The salt shaker test is real. I don’t know if it is still used in the corporate world. I have a feeling it is. But just to be on the safe side, if your boss takes you out to lunch, taste your food before you put salt and pepper on it. You just never know!

Posted in 1993, Advice to the younger set, Amalgamated Consolidated, Be Strong!, Dangers of being too trusting, Destiny, Encouragement, Faith, Finding Your Purpose in Life, Journey to Truth, Life's Dreams, Memory, Modern Life, Never give up!, Sacrifice, Spiritual Lesson, To thine own self be true., Tricks of the Corporate World, Wisdom | Leave a comment

To Find One’s True Self

At the age of 23, I graduated from the first graduating class of Sherman College of Chiropractic. I was filled with incredible hope, endless idealism and an abounding love for life.

To Find One’s True Self

By Richard Mabey Jr.

In September of 1976, at the age of 23, I graduated with the first graduating class of Sherman College of Chiropractic. It was a tough haul for me. Chiropractic college is a four year program. It is a grueling and tough curriculum. It did not come easy to me. I was just glad it was over.

After graduation I took the West Virginia Chiropractic Board Exam and passed. It was around June of 1977 that I set up a little store front chiropractic office, in a small town in West Virginia. I have plans to write more about this experience, reflecting upon the real life people who touched my life, during this time period. I don’t want to be sued. Some of these folks may still be around. So, for that reason, I am going to call this town, Deer Valley.

Deer Valley had about two thousand people in it. Most of the people were very poor. I was young, I was idealistic, I was filled with hope of touching as many people’s lives as I possibly could.

From June of 1977 till about June of 1979, I lived in poverty. I lived in the back of the little store front. It was cramped. There was a tiny shower in the backroom bathroom. It was like the time Barney lived in the backroom of the Court House. Except it wasn’t a half-hour sitcom, it was real.

I don’t know how I did it. Back then, chiropractic was nowhere near as accepted as it is now. The people in Deer Valley were good people, solid people, but they were dirt poor. They would come to me to get adjusted and bring a brown paper bag filled with tomatoes from their garden, to pay me. This is not a joke. This is the reality of it all.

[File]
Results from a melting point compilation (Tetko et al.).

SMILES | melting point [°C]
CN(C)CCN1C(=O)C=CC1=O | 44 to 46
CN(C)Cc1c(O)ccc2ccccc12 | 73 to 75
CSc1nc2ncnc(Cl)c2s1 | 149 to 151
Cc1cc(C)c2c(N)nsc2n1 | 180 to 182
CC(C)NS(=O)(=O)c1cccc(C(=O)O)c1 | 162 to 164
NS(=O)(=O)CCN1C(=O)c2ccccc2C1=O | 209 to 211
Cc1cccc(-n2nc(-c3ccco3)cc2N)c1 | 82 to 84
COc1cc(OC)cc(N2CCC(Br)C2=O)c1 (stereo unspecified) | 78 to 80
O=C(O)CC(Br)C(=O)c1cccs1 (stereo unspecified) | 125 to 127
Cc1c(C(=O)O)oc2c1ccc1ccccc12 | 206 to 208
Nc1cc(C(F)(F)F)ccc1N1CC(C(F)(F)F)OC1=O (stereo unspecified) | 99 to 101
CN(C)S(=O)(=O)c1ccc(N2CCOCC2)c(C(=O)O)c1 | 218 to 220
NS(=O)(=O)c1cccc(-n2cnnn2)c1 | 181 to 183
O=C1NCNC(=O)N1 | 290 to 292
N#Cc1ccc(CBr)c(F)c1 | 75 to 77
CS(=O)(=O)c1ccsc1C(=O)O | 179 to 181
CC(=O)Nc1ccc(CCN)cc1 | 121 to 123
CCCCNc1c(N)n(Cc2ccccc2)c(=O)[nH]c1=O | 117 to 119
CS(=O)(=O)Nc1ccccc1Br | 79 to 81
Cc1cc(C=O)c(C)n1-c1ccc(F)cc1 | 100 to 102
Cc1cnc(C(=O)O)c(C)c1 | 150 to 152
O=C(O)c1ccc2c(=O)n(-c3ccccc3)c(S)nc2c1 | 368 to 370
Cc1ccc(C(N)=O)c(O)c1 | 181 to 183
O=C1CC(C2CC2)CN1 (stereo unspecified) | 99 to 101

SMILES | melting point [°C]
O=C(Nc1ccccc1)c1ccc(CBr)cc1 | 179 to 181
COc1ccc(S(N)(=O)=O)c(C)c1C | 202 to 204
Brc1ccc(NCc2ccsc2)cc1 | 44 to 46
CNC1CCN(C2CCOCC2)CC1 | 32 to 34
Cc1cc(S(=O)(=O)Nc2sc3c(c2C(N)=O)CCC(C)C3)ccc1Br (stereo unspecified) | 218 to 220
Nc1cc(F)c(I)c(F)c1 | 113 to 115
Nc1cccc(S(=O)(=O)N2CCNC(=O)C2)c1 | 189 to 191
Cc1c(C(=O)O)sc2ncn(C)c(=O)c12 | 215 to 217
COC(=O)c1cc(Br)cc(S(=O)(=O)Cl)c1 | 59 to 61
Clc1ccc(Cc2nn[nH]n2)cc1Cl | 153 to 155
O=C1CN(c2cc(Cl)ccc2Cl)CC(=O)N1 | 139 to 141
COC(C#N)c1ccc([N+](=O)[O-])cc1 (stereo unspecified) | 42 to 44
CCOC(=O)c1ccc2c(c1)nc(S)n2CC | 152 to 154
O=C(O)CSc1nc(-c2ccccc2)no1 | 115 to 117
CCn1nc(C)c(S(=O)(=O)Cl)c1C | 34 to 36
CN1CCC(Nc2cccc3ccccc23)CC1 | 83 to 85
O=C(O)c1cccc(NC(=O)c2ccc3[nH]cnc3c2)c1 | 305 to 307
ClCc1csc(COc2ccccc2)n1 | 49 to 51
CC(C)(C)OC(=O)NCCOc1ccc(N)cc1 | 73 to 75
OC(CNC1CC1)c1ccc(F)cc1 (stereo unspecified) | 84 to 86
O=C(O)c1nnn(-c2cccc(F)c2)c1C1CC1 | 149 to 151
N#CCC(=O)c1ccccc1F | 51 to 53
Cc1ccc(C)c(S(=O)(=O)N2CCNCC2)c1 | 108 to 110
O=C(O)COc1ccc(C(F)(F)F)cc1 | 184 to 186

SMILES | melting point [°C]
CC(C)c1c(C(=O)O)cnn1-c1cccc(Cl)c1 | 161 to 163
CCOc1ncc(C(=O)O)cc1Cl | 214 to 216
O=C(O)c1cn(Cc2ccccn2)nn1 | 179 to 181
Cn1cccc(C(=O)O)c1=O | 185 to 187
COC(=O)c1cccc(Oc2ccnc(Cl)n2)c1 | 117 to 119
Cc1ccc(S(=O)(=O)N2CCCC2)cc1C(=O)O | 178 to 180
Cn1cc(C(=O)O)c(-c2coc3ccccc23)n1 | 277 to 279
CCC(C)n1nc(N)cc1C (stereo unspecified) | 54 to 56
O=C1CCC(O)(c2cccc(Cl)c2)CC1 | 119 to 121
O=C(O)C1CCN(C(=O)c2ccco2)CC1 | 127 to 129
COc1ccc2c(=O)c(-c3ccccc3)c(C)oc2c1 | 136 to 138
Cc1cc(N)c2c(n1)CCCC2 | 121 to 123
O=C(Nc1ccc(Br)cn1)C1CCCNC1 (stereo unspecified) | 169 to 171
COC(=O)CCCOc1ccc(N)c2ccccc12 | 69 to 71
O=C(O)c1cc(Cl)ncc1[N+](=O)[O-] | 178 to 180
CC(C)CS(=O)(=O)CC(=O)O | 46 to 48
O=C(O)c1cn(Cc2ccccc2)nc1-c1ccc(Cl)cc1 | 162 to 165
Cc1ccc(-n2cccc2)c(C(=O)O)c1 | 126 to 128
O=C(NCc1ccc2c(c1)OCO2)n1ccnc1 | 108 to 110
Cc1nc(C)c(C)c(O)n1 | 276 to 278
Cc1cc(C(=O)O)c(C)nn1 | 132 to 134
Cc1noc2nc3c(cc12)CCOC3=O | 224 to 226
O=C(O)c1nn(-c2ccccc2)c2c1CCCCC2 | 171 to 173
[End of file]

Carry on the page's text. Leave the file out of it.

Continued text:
People would come to me to get their spine adjusted. They would seem to be happy with me. They seemed to be happy with everything that I did for them, in adjusting their spinal column. They would pay what they could. Sometimes, they would tell me that they couldn’t afford to pay anything. I would still adjust them.

I worked part time at a grocery store to subsidize my income as a chiropractor. Still, I mostly lived on hot dogs and beans. And, not the national brands. I would buy the cheaper “store brand” hot dogs and beans. But, I was filled with hope, youthful energy, and endless idealism.

I got sick. I got very sick. I was worn and weary. I was flat broke. I had failed to make a living as a chiropractor. I felt ashamed. I felt like a big fat failure.

One day, I could go on no longer. My yearly lease was up. I closed up shop and drove back home to Lincoln Park, New Jersey in my 1966 Ford Galaxie. That chapter closed in my life. It was a most painful chapter.

In the late 1970’s chiropractic did not enjoy the acceptance that it holds today. I want to be very kind here. But, the people in small town West Virginia were often suspicious of a newcomer. Let alone a newcomer who was young and talked about the importance of the alignment of the spinal column for maintaining good health.

I learned a lot in those two years. I learned a lot about people. I learned a lot about myself. I wrote a lot. I wrote every spare minute I had. My love for writing just grew and grew and grew, during those two years of poverty. In many ways, writing chose me, I did not choose writing.

It was painful to write this particular chapter of my blog. For all the young people out there. For all the young at heart. Find yourself. Not the self that you think others want you to be. Find your true self. It may take facing a failure or two in life. But there is great fulfillment found in finding your true self. Only you can do it

Posted in 1976, 1977, 1978, 1979, Acts of Kindness, Advice to the younger set, Be Strong!, Believe in yourself!, Chiropractic, Compassion, Dangers of being too trusting, Destiny, Determination, Divine Protection, Dreams, Encouragement, Faith, Finding Your Purpose in Life, Ford Galaxie, Giving, Humility, Journey to Truth, Kindness, Life's Dreams, Love one another, Memory, Moving On, Sacrifice, Sherman College of Chiropractic, Small Town America, Spiritual Lesson, Surviving Prejudice, West Virginia, Wisdom | 1 Comment